The exhibition seems to move forward towards a hypothetical revelation of the Neutral. Works by Anne-Lise Coste, Jean-Charles de Quillacq, Ian Kiaer, Laura Lamiel, Charlotte Moth.
The Cloven Viscount places the reader in an exhilarating position. The philosophical tale, written by Italo Calvino in 1951—and maybe the least famous part of his trilogy Our Ancestors—describes a situation that we easily recognize, as it plays on a system of oppositions that shapes our vision of the world. In the tale, the evil half of the Genovese viscount Medard de Terralba comes back from the war, cloven by a cannon ball. Once he has moved back to his land, the man’s half, full of a resentful rage, cuts everything in two parts. Later on, the narration radically changes when the other half—the good one—miraculously reappears. The primary contrast between evil and good that Calvino stages is pushed to its extreme limits, ending up in total chaos. The two halves, as they finally confront each other, “baffle the paradigm”, in a way. We are facing the situation that Roland Barthes describes when he defines the Neutral as an interruption in the system of oppositions that shapes our lives.
The works in the exhibition seem to move forward towards a hypothetical revelation of the Neutral, through a body of heterogeneous references, specifically presenting a more indirect relationship to the subject. In the exhibition Figure IV that preceded Le vicomte pourfendu, Laura Lamiel initiated a reflection about works that attempt to contain everything. The fragment of enamelled-brick wall, which she has directly put together in the space, is a way to neutralise what refers to power (the will to unite and to dominate, to offer a monolithic vision), and to propose an open form or a self-portrait devoid of any narcissism.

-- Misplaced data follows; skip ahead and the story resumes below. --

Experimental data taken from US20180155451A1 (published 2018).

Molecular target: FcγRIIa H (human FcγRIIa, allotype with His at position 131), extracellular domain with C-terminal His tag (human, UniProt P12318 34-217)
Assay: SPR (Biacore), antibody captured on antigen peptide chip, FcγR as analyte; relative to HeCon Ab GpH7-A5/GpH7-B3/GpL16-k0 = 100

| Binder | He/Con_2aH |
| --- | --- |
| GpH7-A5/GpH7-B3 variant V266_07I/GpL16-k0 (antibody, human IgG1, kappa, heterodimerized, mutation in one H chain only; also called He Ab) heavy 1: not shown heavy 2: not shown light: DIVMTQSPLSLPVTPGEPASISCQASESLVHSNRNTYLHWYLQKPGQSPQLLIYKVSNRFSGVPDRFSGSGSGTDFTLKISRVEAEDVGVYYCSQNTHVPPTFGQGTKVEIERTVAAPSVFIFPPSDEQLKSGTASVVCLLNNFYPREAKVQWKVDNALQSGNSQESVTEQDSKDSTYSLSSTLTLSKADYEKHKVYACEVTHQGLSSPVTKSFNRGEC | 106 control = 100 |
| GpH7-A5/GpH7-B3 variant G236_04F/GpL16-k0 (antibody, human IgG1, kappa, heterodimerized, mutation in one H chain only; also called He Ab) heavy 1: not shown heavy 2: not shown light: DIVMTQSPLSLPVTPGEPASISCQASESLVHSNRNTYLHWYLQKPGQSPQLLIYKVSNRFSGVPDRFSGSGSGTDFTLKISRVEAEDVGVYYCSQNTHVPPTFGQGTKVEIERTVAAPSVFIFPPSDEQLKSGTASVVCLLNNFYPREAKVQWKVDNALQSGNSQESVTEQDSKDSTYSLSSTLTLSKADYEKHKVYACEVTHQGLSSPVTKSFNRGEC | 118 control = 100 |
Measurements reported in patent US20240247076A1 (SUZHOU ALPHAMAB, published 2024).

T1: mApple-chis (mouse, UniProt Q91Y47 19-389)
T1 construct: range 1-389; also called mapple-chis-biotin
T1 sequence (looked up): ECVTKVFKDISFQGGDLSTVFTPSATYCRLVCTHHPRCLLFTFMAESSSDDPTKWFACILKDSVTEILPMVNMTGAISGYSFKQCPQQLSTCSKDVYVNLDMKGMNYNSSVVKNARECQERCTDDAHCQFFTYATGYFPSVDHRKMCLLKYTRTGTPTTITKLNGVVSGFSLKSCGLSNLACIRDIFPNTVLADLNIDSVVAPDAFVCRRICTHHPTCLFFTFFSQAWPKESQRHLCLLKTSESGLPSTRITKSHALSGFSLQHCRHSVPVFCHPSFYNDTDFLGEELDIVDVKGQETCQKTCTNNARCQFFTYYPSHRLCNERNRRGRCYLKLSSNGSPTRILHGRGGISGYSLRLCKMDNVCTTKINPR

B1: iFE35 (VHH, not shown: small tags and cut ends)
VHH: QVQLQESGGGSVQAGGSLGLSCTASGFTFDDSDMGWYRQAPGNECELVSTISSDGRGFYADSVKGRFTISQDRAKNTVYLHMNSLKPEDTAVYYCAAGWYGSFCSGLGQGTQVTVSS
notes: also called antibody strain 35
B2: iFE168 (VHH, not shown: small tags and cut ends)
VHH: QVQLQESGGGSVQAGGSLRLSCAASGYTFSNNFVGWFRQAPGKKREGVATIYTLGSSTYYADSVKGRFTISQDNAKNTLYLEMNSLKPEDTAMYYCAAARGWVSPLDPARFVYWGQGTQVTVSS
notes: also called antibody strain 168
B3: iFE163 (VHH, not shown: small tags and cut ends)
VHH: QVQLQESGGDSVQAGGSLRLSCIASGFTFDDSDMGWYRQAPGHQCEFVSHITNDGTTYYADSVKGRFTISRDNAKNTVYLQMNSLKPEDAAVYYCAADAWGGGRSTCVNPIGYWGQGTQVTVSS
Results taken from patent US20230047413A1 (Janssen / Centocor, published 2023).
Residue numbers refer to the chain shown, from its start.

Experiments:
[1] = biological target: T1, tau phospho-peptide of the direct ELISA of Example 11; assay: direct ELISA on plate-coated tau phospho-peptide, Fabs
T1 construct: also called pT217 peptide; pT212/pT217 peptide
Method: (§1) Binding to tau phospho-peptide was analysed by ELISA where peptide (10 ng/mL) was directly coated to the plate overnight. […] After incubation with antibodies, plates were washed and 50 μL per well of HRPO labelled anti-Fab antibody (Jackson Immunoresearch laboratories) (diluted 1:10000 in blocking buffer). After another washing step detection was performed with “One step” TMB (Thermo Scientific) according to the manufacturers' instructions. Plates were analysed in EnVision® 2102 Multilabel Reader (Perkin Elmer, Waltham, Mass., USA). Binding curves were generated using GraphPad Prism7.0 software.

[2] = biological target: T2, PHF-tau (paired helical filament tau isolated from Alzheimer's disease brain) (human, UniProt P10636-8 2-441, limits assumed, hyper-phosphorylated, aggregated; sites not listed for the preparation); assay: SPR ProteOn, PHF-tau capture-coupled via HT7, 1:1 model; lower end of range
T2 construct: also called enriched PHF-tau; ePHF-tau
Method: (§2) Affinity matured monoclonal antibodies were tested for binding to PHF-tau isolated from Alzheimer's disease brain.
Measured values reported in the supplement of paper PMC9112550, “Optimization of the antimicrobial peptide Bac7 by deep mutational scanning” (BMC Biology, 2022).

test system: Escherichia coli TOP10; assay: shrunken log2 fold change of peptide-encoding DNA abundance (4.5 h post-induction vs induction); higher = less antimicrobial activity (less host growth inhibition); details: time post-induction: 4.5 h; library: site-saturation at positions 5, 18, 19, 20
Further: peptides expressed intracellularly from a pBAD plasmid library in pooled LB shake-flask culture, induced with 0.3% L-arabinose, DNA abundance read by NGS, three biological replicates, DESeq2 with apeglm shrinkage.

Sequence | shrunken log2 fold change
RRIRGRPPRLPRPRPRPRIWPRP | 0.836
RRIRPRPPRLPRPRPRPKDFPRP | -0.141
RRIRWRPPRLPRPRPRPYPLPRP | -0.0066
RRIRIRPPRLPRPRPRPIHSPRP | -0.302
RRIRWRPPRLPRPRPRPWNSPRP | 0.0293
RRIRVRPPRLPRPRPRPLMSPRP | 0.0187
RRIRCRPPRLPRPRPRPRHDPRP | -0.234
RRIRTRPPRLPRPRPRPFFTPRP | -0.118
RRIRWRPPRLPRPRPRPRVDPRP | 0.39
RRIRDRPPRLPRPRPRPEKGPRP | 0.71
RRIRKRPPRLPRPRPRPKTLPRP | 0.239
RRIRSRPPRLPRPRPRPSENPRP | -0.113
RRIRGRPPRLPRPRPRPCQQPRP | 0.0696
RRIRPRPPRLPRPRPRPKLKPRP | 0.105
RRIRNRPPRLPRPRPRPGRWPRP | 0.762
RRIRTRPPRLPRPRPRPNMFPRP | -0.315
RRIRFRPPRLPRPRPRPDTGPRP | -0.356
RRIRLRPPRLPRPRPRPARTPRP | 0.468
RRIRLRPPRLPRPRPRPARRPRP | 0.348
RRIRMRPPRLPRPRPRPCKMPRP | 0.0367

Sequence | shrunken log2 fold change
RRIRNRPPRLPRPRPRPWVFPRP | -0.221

Similarly, Jean-Charles de Quillacq’s performances only allow to see him in a fragmented way, through a juxtaposition of signs. He is present, but cannot be grasped. He submits himself to the general opinion who wishes for the subject to reduce itself but he stays out of reach, a shadow of himself that an imaginary stream pointlessly crosses.
Anne-Lise Coste’s paintings recall the “tip of the nose which bore a faint but certain trace of corruption” that Barthes describes in A Lover’s Discourse. In other words, the moment when we see “the good Image suddenly alter and capsize”, simply because of a minor incident, something unusual that appears suddenly.
In Charlotte Moth's Counter works, every surface hides a mystery. Thanks to photography, the artist neutralizes the binary dimension of meaning. She interrupts the physical and mental movement which consists in going behind the sequined curtain: logic is overruled, meaning that a possible apparition can stem from the curtain’s surface, or from what precedes it.
Like Charlotte Moth, Ian Kiaer examines Modernist architecture, with a particular attention to its relationship with painting. His installations refuse a division of genres. Kiaer wants to find another way of producing painting, by working on subtle contrasts which evade the duality painting/architecture and disturb set hierarchies. Thus he brings together the Venitian “petit-maître” Pietro Longhi and the architect Carlo Scarpa, underlining how they both exercised their arts as “minor forms”.
Finding its inspiration in an apologue, the exhibition invites to interrupt a Manichean conception of art: minimal vs. organic, masculine vs. feminine, major vs. minor, formal vs. conceptual.
At the occasion of the Berlin – Paris gallery exchange, we will show, in the gallery’s projection room, two films by Michel François and Marcellvs L., represented in Berlin by Carlier I Gebauer. In collaboration with the gallery, we selected works that could respond to Le vicomte pourfendu.
Special thanks to: Alexandra Bordes, Marie-Blanche Carlier, Julien Achard, Clément Rodzielski, Alison Jacques Gallery, Londres, Ellen de Bruijne Projects, Amsterdam, castillo/corrales.
Vernissage 06.06.2012. Intervention by Jean-Charles de Quillacq: 6.06.2012, 8 pm
Isabelle Alfonsi & Cécilia Becanovic
4 rue Jouye-Rouve, 75020 Paris
and by appointments